Giant Buddha Temple
Last updated by apolo at 2014/5/4
The Zhangye Grand Buddha Temple was constructed 900 years ago during the Yong'an Era of Emperor Chong of Western Hsia. The name of the Grand Buddha Temple has changed several times. Previous titles include: The Jiaye Rulai Temple, The Baojue Temple, and The Hongren Temple. China’s largest indoor reclining Buddha, the Nirvana of ?akyamuni Buddha, lies in this temple. Adding to the visual splendor of the temple is its rich history. It is reported to be the birthplace of Hu Bilie (Kublai), emperor of the Yuan Dynasty, and was the final refuge for South Song Dynasty emperor Zhao Xian after he abdicated and became a monk.
There are three different buildings that make up the Grand Buddha Temple. They include Grand Buddha Hall, the Sutra Depository and the Earth Tower. The Grand Buddha Hall is a two-storied edifice measuring 33 meters in height, 49 meters in width, and 24 meters in length, for a total area of 1770 square meters. During the 16th century, the temple was able to, and often did, accommodate up to six thousand worshippers at any given time. There are two engraved bricks on either side of the Hall gate. The left inscription reads “Reaching the Elysian Fields” and “Western Paradise” while the right reads "Three Buddhas in Nirvana" and "Respect the Elysian and Develop the Sutra".
The Nirvana of ?akyamuni Buddha lies peacefully on a 1.2-meter-high altar in the center of the hall. The Buddha has some extraordinary dimensions: its total length is 34.5 meters, while its height at the shoulder is 7.5 meters. The ears and feet alone measure 4 and 5.2 meters respectively. An average person could lie on the middle finger of the Buddha, while eight people could sit shoulder to shoulder on the Buddha’s ear.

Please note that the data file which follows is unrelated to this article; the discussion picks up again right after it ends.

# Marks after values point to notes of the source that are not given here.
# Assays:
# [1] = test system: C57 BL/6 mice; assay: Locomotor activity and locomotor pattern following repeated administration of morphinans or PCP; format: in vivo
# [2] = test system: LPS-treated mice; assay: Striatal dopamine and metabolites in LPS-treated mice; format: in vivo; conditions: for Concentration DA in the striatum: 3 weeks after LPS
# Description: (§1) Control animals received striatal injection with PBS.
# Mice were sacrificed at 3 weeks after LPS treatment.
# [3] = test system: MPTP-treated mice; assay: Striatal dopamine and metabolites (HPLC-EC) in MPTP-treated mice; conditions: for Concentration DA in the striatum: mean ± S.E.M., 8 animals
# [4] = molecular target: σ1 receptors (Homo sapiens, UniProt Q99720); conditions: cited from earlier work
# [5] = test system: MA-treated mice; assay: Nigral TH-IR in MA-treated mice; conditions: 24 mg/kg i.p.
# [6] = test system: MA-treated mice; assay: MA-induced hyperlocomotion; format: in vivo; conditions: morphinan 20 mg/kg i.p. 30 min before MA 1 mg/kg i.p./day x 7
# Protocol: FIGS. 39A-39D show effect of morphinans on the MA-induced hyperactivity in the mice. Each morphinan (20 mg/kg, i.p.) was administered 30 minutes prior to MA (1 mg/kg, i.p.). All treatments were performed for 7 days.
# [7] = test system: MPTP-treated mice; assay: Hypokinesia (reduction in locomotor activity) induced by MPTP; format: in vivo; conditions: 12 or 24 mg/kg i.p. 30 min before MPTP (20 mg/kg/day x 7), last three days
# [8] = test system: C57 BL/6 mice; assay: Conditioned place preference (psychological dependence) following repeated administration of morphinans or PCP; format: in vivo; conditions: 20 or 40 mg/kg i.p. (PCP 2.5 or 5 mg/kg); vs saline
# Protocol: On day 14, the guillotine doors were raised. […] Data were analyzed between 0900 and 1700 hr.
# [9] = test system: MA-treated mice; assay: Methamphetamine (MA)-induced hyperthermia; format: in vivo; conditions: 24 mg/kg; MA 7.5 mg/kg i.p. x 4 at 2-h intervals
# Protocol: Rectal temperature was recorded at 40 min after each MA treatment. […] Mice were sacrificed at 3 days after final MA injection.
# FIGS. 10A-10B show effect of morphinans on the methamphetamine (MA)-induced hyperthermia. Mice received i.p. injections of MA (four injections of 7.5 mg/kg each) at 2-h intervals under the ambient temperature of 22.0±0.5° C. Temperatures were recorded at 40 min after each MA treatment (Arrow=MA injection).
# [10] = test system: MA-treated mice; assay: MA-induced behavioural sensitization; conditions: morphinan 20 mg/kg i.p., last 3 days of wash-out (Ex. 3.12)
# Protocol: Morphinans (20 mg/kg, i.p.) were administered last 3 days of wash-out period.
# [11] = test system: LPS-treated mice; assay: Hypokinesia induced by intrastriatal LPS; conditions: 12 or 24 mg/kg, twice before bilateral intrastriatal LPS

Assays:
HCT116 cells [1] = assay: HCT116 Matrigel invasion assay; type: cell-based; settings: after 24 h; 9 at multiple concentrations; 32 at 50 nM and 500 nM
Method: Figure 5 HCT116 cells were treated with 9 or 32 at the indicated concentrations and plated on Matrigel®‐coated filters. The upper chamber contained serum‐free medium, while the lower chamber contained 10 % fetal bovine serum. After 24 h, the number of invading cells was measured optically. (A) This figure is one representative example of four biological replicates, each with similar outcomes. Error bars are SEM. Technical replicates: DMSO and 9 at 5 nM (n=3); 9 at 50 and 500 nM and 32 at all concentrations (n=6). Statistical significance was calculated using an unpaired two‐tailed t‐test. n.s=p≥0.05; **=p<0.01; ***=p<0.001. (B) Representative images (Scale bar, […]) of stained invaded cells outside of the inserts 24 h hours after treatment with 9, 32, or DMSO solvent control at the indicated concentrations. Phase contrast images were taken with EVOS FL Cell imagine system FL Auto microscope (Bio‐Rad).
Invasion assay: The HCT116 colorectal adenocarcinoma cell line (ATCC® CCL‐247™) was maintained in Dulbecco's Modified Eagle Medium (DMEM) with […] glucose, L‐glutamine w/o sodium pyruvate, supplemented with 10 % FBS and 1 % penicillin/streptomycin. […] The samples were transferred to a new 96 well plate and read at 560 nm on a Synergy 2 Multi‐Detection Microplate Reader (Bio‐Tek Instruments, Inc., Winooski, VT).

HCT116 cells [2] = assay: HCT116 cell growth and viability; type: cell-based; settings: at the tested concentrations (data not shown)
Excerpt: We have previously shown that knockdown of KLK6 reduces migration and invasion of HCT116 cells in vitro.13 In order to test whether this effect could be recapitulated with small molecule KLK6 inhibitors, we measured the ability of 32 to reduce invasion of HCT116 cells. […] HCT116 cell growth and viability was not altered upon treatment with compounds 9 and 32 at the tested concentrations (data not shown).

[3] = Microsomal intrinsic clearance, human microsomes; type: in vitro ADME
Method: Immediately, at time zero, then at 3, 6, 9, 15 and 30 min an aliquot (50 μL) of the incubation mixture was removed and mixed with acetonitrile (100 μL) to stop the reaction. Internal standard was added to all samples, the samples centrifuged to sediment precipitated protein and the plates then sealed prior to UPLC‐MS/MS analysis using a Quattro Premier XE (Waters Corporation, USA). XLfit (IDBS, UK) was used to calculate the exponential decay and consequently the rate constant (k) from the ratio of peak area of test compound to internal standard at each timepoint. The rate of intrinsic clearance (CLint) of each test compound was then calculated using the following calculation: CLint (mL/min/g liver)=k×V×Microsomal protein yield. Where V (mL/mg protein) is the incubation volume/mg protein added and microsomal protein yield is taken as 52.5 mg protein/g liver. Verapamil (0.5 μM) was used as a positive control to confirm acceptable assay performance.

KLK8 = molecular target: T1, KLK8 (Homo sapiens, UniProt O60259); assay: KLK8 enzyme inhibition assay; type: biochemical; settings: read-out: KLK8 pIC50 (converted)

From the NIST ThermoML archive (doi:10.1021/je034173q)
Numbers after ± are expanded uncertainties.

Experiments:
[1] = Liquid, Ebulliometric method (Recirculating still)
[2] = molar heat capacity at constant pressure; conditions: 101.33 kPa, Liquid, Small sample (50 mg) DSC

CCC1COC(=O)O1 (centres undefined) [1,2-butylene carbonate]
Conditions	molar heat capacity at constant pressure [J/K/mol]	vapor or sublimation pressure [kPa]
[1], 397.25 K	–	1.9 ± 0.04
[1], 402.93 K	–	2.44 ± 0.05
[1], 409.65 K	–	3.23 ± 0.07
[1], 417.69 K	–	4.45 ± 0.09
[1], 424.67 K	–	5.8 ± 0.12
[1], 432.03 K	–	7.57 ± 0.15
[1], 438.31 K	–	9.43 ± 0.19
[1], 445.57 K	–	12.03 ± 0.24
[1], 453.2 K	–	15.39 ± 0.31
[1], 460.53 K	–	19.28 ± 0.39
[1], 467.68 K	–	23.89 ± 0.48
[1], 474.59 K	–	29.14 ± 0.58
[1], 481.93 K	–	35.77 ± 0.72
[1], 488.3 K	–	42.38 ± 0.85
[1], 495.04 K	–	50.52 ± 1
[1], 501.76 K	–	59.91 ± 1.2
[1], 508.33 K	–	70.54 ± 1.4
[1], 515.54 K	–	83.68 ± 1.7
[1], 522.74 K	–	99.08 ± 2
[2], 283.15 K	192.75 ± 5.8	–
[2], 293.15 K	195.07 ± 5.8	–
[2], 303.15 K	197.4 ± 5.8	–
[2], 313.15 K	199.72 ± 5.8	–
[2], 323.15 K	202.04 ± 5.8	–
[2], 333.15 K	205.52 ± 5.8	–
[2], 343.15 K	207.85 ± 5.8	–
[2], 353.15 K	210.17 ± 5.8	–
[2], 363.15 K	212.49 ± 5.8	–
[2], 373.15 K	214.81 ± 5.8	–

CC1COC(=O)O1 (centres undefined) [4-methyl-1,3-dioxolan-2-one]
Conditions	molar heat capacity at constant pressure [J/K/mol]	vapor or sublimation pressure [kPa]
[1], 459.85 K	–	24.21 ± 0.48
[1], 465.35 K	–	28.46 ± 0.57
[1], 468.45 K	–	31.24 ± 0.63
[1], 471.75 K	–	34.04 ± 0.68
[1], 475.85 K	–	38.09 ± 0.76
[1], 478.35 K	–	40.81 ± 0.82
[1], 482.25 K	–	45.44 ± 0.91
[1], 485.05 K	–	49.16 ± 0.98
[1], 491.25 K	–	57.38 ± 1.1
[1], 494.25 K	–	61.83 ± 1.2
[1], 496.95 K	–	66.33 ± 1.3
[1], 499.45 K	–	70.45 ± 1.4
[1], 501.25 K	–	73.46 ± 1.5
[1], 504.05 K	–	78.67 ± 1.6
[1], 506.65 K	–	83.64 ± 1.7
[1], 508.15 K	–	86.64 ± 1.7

The Buddha is a clay sculpture with wooden roughcast, covered with gold leaf and painted in various colors. Although the vivid gold and striking décor seem to portray Sakyamuni as awake, he is in fact sleeping. There are ten disciples standing behind the lying Buddha. 18 arhats, followers of Buddha that have attained Nirvana, adorn each side of the Hall exterior.
The frescos on the walls are illustrations depicting stories in a “Journey to the West” and the “Shan Hai Classic” (the latter being a book on ancient Chinese geography). There were more than six thousand Buddhist sutras granted by Emperor Yingzong of the Ming Dynasty to the Sutra Depository of Buddhist texts. These sutras are well preserved. Some of the more precious donations among the collection were written with gold or silver powder.
The Zhangye Five Elements Pagoda stands 33.4 meters-high and is situated behind the temple. There are eight small individual pagodas placed on each corner of the first and second stories. This beautiful style is unique to the Zhangye Grand Buddha Temple.
Solo Adventure Tips:
How to Get There?
Buses are available between the two cities in the East Station of Zhangye, which leave on an hourly basis. Tourists can also charter a motor tricycle in Shandan County, which will cost 8 yuan to and back. On the way back, tourists can visit Aili Musuem and so on.
Best Time to Travel These scenic spots are mainly indoor ones, so tourists can take a trip there around the year. However, it is least recommended to go there in the spring, since the sand dust is relatively frequent in that period and the weather is dry. Summer is the second least recommended time for travel, as it is very hot in summer there and it is necessary to take along a lot of water while traveling. Autumn is the best time around the year to take a trip there, when tourists can take a good picture of the crows at the white tower behind the Grand Buddha Temple. It is also a good choice to go there when it snows in the winter.
There are 2 comments on this topic
Top Things to Do in Zhangye
The site of the Black Water State and Tombs Complex of th… >> details
Travel Confidently with Us
10,000 Satisfied Customers
50 Years in China Travel Industry
Quick Response within 24 hours
Secured Online Payment
Group Tours with Solo Adventure
No Hidden Fees and No Traps